"Karate Kid" won't erase memories of the original
By Frank Scheck
NEW YORK (Hollywood Reporter) - It's a measure of the times that the new version of "The Karate Kid" manages to be longer and bigger-budgeted than the original while having less impact. Featuring Jaden Smith in the title role and Jackie Chan as his unlikely mentor, the reboot certainly will appeal to younger audiences and nostalgic baby boomers who made the 1984 film (if not its several sequels) a smash hit. But there's no doubt that much of the original's charm has been lost.
The primary difference in this version -- which Columbia releases June 11 -- is that the central character is transplanted by his widowed mother (Taraji P. Henson) not to sunny California but to China. This affords plenty of opportunities for more dramatic culture-clashing and highly exotic locations -- one can rest assured that the Great Wall makes a cameo appearance.
The plot, with minor embellishments, remains largely the same. Almost immediately upon settling in to his new home, 12-year-old Dre Parker (Smith) finds himself beset by class bullies, especially the vicious youngster Cheng.
During the course of getting beaten up in regular fashion, Dre finds that his modest karate skills are no match for his tormentors' kung fu proficiency. But, much to his astonishment, one particularly brutal pummeling is suddenly interrupted by Mr. Han (Chan), his building's nebbishy middle-aged maintenance man, who dispatches the bullies with an expert display of martial arts prowess.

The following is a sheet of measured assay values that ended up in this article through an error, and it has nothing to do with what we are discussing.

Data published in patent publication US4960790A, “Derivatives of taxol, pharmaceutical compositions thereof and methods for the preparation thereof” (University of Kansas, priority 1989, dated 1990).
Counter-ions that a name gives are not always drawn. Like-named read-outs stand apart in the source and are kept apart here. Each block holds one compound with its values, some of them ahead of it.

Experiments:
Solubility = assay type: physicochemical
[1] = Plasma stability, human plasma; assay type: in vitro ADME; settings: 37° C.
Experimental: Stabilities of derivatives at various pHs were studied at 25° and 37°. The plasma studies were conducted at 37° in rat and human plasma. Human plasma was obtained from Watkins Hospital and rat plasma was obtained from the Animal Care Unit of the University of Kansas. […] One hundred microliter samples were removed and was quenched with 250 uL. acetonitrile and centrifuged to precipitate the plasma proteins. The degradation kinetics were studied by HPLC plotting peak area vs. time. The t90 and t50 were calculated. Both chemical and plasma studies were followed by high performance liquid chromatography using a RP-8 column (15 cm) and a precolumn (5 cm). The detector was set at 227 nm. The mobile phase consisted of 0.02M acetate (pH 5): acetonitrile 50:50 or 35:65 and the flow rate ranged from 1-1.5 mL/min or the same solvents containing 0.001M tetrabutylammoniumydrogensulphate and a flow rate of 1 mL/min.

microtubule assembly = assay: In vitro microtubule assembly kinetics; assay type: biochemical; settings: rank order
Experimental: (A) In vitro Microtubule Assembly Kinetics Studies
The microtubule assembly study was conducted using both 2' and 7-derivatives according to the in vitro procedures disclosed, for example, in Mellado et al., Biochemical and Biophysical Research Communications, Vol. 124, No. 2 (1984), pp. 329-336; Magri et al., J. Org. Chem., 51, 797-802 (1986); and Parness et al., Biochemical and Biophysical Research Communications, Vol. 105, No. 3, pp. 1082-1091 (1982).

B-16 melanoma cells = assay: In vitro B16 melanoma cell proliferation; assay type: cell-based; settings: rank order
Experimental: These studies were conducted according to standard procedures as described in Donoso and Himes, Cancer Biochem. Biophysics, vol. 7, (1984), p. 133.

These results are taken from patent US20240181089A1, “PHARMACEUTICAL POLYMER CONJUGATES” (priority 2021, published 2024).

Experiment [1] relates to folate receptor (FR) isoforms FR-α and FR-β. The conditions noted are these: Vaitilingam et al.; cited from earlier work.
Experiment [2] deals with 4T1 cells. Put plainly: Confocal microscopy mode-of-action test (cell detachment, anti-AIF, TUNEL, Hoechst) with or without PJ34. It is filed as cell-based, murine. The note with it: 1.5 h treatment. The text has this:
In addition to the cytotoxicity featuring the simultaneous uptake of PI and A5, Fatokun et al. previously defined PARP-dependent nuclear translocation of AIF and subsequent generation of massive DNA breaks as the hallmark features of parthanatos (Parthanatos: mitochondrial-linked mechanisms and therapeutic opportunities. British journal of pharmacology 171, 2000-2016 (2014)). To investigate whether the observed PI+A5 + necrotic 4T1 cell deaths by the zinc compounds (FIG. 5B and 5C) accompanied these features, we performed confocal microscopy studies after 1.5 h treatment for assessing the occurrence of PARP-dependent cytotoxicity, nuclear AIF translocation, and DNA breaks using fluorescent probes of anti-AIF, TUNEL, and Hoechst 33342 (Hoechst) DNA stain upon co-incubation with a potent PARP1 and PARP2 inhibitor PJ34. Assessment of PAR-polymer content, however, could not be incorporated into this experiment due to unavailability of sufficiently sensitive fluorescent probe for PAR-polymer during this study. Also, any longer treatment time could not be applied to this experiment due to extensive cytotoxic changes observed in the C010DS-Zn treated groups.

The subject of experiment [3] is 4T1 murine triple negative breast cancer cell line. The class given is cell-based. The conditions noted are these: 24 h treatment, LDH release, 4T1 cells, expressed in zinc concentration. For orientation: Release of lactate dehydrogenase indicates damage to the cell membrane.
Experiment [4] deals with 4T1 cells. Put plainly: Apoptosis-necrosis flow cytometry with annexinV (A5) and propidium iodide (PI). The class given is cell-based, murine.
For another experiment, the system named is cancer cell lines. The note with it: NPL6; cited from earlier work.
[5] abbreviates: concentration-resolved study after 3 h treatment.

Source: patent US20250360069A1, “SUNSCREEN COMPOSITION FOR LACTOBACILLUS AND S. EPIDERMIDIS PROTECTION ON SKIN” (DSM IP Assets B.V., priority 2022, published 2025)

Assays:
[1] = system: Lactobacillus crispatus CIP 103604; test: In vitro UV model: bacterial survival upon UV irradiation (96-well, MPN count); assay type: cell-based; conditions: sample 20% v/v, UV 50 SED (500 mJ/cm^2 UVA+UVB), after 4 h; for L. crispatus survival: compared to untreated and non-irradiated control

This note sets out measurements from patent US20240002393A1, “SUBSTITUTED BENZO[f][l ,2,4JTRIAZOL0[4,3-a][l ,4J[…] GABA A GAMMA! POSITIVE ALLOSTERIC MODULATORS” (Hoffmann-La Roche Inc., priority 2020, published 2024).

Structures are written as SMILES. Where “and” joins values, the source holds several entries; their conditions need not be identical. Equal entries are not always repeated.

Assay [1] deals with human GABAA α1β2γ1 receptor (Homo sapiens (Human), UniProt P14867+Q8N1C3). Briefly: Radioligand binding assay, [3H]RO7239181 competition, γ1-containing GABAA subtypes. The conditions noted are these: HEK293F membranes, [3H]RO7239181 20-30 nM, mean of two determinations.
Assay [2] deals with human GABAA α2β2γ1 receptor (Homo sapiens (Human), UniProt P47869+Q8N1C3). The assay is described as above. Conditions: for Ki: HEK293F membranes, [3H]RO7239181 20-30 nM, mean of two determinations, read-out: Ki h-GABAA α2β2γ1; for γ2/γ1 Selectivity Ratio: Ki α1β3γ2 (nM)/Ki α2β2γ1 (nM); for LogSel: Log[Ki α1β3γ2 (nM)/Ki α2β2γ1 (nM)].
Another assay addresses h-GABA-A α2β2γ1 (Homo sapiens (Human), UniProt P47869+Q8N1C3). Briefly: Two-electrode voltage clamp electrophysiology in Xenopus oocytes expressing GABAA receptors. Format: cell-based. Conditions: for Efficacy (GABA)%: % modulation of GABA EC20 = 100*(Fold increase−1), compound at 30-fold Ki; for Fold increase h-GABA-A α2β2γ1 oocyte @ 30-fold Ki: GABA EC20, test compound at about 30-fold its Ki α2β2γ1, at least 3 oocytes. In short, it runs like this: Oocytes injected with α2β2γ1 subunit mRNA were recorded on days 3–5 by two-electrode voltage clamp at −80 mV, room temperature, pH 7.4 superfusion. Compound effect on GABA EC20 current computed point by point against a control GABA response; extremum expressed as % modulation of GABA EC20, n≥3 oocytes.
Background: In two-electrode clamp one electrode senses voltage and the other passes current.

Thus begins the unlikely friendship, with Mr. Han mentoring Dre in the mysterious ways of kung fu in preparation for a tournament in which the youngster will have the opportunity to face his enemy under more equal circumstances. Unfortunately, Cheng's kung fu teacher is a particularly sadistic sort who has no compunction about instructing his charges to brutally maim their opponents.
Christopher Murphey's screenplay pays suitable homage to its predecessor, with variations like Mr. Han forcing Dre to repeatedly put on and remove his jacket in lieu of the original's car-waxing sequence.
The chief problem with this version is, ironically, the leads. Although Smith (who made a strong impression in his debut, "The Pursuit of Happyness") and veteran action star Chan might have seemed like good casting on paper, they're not suited to their roles.
The genetically blessed Smith (son of Will Smith and Jada Pinkett-Smith, who are among the film's producers) is so preternaturally charismatic and assured that even when his character is being beaten up, he never seems as vulnerable or as likable as Ralph Macchio was in the original.
And though Chan is highly appealing as the quirky sensei, the impact of his performance can't compare to Noriyuki "Pat" Morita's Oscar-nominated turn. When Morita's seemingly meek and unassuming Mr. Miyagi finally displayed his prodigious fighting prowess, it was a delightful surprise. Here, the effect is lost; despite his bad haircut and shuffling manner, from the first minute he appears, one is aware that Chan's Mr. Han is capable of kicking serious ass.
Technical elements are first-rate, with particularly good use of numerous scenic Chinese locations, including the Forbidden City.
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